In order for open narcotics sale to take place, the community must remain in a state of fear. In large, this fear is generated by criminals through the real or perceived possibility of retaliation or the threat of victimizing residents. When this fear grips the community, people become isolated and, many times, even unwilling participants in the drug trade around them. Community members will avoid confrontation and interaction with the drug dealer whenever possible, but may, when confronted, give refuge to a fleeing criminal or refuse to report the criminal to the police—simply out of fear. Often, the community becomes both the victims and the protectors of the criminal at the same time. Without the community acting in this manner, the street level narcotics dealer simply could not exist, as the dealer needs the community to conduct the business of crime.
CIS STOP team officers address the issue of community fear during the Reclamation phase of CCBPI through proactive intervention and preventative interaction with community members. Proactive Intervention involves many techniques including interference, interdiction, harassment and enforcement. Preventative Interaction, by contrast, involves communication, trust building, commitment, and caring for community members.
The dealer is at the other end of the spectrum of the community. Unlike the resident, the dealer is more than willing to get involved and fight for his self-interests, making every effort to remain in control. Unlike the community, the dealer will actually confront, provoke, and even attack when he feels that his profits are at risk. Many times s/he will do anything in order to control the community, as the community is both his protector and facilitator. The dealer also perceives the community as his customers and will struggle to maintain accessibility to his patrons.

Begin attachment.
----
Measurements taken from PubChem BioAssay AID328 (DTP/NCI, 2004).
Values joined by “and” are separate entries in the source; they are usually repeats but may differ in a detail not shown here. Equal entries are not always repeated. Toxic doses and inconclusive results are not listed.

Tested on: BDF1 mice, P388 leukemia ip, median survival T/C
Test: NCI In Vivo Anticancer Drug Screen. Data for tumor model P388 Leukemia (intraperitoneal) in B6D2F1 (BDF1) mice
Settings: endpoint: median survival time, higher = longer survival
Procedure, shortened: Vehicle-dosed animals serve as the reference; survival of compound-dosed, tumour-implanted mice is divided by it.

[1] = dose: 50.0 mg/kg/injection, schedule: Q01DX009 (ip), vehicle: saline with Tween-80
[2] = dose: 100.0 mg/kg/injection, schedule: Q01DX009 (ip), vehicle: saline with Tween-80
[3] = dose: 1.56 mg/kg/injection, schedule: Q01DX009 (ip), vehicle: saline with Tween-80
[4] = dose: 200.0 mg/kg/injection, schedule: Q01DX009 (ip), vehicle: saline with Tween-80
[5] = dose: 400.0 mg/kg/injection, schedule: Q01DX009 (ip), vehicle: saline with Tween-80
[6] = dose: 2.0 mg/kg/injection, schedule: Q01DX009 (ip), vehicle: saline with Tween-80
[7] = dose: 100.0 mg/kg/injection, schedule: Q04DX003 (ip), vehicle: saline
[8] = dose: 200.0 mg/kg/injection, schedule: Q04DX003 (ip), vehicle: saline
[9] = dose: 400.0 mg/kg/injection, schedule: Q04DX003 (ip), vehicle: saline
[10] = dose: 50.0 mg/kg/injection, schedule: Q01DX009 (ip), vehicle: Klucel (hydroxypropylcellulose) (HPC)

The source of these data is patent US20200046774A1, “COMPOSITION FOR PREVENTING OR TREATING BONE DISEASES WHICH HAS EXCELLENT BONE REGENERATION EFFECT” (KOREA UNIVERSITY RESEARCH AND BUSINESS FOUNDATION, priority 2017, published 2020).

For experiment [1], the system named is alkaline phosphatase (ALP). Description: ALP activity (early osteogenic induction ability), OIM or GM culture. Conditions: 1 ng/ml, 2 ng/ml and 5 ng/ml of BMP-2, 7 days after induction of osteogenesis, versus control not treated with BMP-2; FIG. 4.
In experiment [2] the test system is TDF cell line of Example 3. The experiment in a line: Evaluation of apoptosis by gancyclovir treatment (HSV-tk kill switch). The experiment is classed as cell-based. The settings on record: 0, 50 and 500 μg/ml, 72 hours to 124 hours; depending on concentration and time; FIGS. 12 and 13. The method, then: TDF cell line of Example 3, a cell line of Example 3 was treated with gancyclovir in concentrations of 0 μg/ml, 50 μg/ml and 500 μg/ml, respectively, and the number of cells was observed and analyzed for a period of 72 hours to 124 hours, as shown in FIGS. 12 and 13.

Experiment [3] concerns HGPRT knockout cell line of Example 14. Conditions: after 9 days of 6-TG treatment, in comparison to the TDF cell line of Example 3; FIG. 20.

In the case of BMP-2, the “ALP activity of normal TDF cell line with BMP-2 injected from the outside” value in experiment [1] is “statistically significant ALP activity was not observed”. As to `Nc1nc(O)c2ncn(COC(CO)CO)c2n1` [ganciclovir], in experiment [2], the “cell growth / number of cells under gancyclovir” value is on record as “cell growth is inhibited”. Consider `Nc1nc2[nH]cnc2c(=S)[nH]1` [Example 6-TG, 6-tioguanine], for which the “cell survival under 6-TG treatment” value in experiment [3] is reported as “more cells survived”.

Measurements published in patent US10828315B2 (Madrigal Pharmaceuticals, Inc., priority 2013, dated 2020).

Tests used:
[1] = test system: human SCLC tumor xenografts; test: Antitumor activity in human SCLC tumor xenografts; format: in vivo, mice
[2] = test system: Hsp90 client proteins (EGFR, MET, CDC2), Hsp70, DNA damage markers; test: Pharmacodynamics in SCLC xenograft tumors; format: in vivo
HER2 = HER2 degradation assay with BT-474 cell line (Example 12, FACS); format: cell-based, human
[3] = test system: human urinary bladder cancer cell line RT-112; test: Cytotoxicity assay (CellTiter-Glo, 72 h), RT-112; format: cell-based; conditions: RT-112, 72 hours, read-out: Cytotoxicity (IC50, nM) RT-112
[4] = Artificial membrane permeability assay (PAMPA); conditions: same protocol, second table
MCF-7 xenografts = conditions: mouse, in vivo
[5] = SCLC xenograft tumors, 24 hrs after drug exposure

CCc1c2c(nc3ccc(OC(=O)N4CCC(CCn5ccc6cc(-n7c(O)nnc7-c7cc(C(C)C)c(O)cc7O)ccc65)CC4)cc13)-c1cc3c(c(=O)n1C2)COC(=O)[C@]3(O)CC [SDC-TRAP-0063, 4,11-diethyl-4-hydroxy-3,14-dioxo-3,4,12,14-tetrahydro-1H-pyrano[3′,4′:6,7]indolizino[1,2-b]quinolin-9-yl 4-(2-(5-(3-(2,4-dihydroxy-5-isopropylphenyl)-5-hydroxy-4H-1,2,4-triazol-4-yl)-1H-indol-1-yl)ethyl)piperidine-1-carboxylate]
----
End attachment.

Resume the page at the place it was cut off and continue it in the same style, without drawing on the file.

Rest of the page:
STOP team officers in phase one intentionally focus on finding the accessibility points and act as barriers to those points (as illustrated in the chart below) by placing themselves in the center of the relationship matrix. As already discussed, the primary tactics in the reclamation deployment involve proactive intervention and preventive interaction with community members, but it also involves many other approaches that must be elaborated on further. As already stated, the relationship between the drug dealer and the community is based in control and intimidation. To break this relationship, the STOP team places relentless pressure on the drug dealer by using a wide range of tactics. While some of these tactics remain invisible to the public, many are very high profile and visible to show the community that the drug dealers are not invincible. The goal is to demonstrate through actions that the drug dealers do not control the community. As a result, the community’s fear begins to subside and the drug dealers loose their hold on the population. In essence, a wedge is driven between the community and the dealer by putting pressure on the dealers (proactive intervention) while restoring courage and ownership to the community through communication (preventative interaction).